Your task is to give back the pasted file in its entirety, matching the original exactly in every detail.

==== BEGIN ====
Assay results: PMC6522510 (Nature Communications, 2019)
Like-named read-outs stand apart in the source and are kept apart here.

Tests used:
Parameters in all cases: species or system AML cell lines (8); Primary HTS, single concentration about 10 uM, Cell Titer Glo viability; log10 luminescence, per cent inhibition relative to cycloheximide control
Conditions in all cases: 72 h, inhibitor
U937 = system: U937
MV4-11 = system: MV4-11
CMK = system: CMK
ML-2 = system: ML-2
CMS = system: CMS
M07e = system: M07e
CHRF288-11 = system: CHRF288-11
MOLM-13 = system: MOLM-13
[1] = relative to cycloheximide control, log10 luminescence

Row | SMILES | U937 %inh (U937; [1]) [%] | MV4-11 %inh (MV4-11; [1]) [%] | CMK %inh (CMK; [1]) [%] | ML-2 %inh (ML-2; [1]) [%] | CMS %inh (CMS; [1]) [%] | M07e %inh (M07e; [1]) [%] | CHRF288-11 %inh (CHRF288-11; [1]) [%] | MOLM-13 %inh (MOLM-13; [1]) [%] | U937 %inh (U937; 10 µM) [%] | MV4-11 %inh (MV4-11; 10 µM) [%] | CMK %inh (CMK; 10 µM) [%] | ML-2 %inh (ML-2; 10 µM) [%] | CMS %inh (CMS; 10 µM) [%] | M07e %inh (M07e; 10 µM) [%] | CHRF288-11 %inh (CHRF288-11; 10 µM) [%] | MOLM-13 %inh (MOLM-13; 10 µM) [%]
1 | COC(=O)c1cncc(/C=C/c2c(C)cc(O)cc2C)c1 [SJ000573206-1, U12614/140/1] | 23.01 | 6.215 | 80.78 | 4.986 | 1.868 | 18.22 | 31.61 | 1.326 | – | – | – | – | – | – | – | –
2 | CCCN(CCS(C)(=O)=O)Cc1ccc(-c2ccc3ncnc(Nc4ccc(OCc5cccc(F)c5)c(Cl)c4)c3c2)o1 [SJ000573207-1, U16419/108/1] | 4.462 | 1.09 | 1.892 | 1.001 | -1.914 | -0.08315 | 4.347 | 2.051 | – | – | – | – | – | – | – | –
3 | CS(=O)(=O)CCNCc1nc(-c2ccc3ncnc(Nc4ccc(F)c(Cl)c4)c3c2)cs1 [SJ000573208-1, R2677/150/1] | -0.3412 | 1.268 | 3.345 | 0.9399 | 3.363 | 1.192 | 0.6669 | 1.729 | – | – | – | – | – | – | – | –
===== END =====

Assay results: PMC6522510 (Nature Communications, 2019)
Like-named read-outs stand apart in the source and are kept apart here.

Tests used:
Parameters in all cases: species or system AML cell lines (8); Primary HTS, single concentration about 10 uM, Cell Titer Glo viability; log10 luminescence, per cent inhibition relative to cycloheximide control
Conditions in all cases: 72 h, inhibitor
U937 = system: U937
MV4-11 = system: MV4-11
CMK = system: CMK
ML-2 = system: ML-2
CMS = system: CMS
M07e = system: M07e
CHRF288-11 = system: CHRF288-11
MOLM-13 = system: MOLM-13
[1] = relative to cycloheximide control, log10 luminescence

Row | SMILES | U937 %inh (U937; [1]) [%] | MV4-11 %inh (MV4-11; [1]) [%] | CMK %inh (CMK; [1]) [%] | ML-2 %inh (ML-2; [1]) [%] | CMS %inh (CMS; [1]) [%] | M07e %inh (M07e; [1]) [%] | CHRF288-11 %inh (CHRF288-11; [1]) [%] | MOLM-13 %inh (MOLM-13; [1]) [%] | U937 %inh (U937; 10 µM) [%] | MV4-11 %inh (MV4-11; 10 µM) [%] | CMK %inh (CMK; 10 µM) [%] | ML-2 %inh (ML-2; 10 µM) [%] | CMS %inh (CMS; 10 µM) [%] | M07e %inh (M07e; 10 µM) [%] | CHRF288-11 %inh (CHRF288-11; 10 µM) [%] | MOLM-13 %inh (MOLM-13; 10 µM) [%]
1 | COC(=O)c1cncc(/C=C/c2c(C)cc(O)cc2C)c1 [SJ000573206-1, U12614/140/1] | 23.01 | 6.215 | 80.78 | 4.986 | 1.868 | 18.22 | 31.61 | 1.326 | – | – | – | – | – | – | – | –
2 | CCCN(CCS(C)(=O)=O)Cc1ccc(-c2ccc3ncnc(Nc4ccc(OCc5cccc(F)c5)c(Cl)c4)c3c2)o1 [SJ000573207-1, U16419/108/1] | 4.462 | 1.09 | 1.892 | 1.001 | -1.914 | -0.08315 | 4.347 | 2.051 | – | – | – | – | – | – | – | –
3 | CS(=O)(=O)CCNCc1nc(-c2ccc3ncnc(Nc4ccc(F)c(Cl)c4)c3c2)cs1 [SJ000573208-1, R2677/150/1] | -0.3412 | 1.268 | 3.345 | 0.9399 | 3.363 | 1.192 | 0.6669 | 1.729 | – | – | – | – | – | – | – | –